[PP.16.02] EFFECT OF CONTINUOUS POSITIVE AIRWAY PRESSURE THERAPY ON BLOOD PRESSURE IN PATIENTS WITH MODERATE-SEVERE OBSTRUCTIVE SLEEP APNEA AND DIFFICULT-TO-CONTROL ARTERIAL HYPERTENSION

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Abstract

Objective:

A non-dipping profile has been found in 50–85% of patients with OSA and its frequency increases with OSA severity. Also, lack of nocturnal dipping is related to an increased risk of cardiovascular (CV) events. Our aim was to assess the effect of continuous positive airway pressure (CPAP) therapy in patients with moderate-severe OSA and difficul-to-control arterial hypertension (DtC-HTN).

Design and method:

We included 101 hypertensive patients with moderate-severe OSA referred to our department for uncontrolled hypertension between 2012 and 2015. For each patient we recorded demographic and anthropometric data, parameters obtained through blood pressure (BP) monitoring (ABPM/24 h using ABPM-05, Meditech device; BP recordings at 15 minutes intervals during daytime and 30 minutes intervals during nighttime) and dipping status. Inclusion criteria were: DtC-HTN in spite of taking at least three antihypertensive drugs at optimal doses, including a diuretic, with mean 24h-BP values >130/80 mmHg and moderate-severe OSA diagnosed through respiratory polygraphy (no electroencephalography recordings) and defined as apnea-hypopnea index (AHI) greater than 15 events per hour. Exclusion criteria were presence of secondary causes of resistant HTN, estimated glomerular filtration rate (eGFR) using CKD-EPI study equation < 30 ml/min/1.73 m2, previous or current use of CPAP therapy, poor adherence to antihypertensive drugs and insomnia. All patients underwent CPAP treatment (manual titration). After 3 months an ABPM/24 h was performed. No changes were made to antihypertensive medication between the two ABPM recordings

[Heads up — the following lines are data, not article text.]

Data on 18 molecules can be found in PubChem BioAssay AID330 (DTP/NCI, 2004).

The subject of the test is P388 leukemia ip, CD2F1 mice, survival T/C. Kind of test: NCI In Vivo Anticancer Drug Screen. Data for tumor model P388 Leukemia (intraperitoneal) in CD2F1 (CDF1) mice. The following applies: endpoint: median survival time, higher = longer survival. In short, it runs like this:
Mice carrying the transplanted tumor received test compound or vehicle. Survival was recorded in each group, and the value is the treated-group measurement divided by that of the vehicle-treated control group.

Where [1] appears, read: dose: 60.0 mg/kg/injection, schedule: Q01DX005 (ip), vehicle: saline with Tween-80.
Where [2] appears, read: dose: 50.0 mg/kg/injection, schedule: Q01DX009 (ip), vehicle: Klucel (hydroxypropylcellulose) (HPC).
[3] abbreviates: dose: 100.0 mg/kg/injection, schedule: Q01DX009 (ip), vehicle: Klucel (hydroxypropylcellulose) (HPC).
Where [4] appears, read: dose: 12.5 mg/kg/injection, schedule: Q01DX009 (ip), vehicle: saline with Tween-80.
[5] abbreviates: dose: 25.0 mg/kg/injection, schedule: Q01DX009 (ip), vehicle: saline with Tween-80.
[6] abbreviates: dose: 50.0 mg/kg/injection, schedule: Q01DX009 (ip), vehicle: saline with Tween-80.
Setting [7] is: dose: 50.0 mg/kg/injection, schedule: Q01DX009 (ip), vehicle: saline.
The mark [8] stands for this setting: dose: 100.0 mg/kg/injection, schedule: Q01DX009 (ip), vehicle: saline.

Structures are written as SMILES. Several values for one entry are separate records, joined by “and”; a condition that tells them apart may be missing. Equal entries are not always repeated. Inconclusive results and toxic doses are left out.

Results:

See table. After 3 months of CPAP therapy, these patients displayed a significant reduction in daytime (−4.04 mmHg) and especially nighttime systolic BP (−7.24 mmHg), with no significant variations in diastolic BP. Thus, there was an increase in the percentage of patients who recovered their dipping profile.

Conclusions:

In adults with moderate-severe OSA and DtC-HTN under maximal antihypertensive therapy, 3-months treatment with CPAP has improved the mean 24h-BP values. Thus, CPAP treatment may reduce risk of incidence of fatal and non-fatal CV events in OSA patients as compared with untreated OSA patients.

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